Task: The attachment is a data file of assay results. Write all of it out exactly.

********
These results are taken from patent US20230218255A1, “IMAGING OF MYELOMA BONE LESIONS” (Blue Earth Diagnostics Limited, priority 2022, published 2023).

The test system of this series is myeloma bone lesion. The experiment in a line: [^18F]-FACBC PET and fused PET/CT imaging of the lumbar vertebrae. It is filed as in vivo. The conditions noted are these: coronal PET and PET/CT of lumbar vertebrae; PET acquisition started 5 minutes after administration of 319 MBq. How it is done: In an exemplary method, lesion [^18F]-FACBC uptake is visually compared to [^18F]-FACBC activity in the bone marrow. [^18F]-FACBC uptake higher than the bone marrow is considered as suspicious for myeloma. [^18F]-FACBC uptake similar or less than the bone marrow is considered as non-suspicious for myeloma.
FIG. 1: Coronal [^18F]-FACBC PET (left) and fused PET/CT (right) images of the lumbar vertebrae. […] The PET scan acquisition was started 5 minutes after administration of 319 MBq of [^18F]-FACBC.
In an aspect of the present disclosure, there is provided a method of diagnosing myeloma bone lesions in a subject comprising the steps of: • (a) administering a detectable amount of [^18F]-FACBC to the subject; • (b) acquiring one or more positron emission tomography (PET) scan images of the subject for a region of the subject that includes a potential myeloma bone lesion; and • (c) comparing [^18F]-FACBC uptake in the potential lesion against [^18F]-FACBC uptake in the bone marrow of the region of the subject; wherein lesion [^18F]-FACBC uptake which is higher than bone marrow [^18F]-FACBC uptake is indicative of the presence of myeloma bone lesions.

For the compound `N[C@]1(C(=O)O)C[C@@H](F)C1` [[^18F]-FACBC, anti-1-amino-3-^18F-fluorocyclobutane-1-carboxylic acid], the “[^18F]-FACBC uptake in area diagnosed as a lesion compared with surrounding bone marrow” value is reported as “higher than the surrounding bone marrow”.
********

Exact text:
These results are taken from patent US20230218255A1, “IMAGING OF MYELOMA BONE LESIONS” (Blue Earth Diagnostics Limited, priority 2022, published 2023).

The test system of this series is myeloma bone lesion. The experiment in a line: [^18F]-FACBC PET and fused PET/CT imaging of the lumbar vertebrae. It is filed as in vivo. The conditions noted are these: coronal PET and PET/CT of lumbar vertebrae; PET acquisition started 5 minutes after administration of 319 MBq. How it is done: In an exemplary method, lesion [^18F]-FACBC uptake is visually compared to [^18F]-FACBC activity in the bone marrow. [^18F]-FACBC uptake higher than the bone marrow is considered as suspicious for myeloma. [^18F]-FACBC uptake similar or less than the bone marrow is considered as non-suspicious for myeloma.
FIG. 1: Coronal [^18F]-FACBC PET (left) and fused PET/CT (right) images of the lumbar vertebrae. […] The PET scan acquisition was started 5 minutes after administration of 319 MBq of [^18F]-FACBC.
In an aspect of the present disclosure, there is provided a method of diagnosing myeloma bone lesions in a subject comprising the steps of: • (a) administering a detectable amount of [^18F]-FACBC to the subject; • (b) acquiring one or more positron emission tomography (PET) scan images of the subject for a region of the subject that includes a potential myeloma bone lesion; and • (c) comparing [^18F]-FACBC uptake in the potential lesion against [^18F]-FACBC uptake in the bone marrow of the region of the subject; wherein lesion [^18F]-FACBC uptake which is higher than bone marrow [^18F]-FACBC uptake is indicative of the presence of myeloma bone lesions.

For the compound `N[C@]1(C(=O)O)C[C@@H](F)C1` [[^18F]-FACBC, anti-1-amino-3-^18F-fluorocyclobutane-1-carboxylic acid], the “[^18F]-FACBC uptake in area diagnosed as a lesion compared with surrounding bone marrow” value is reported as “higher than the surrounding bone marrow”.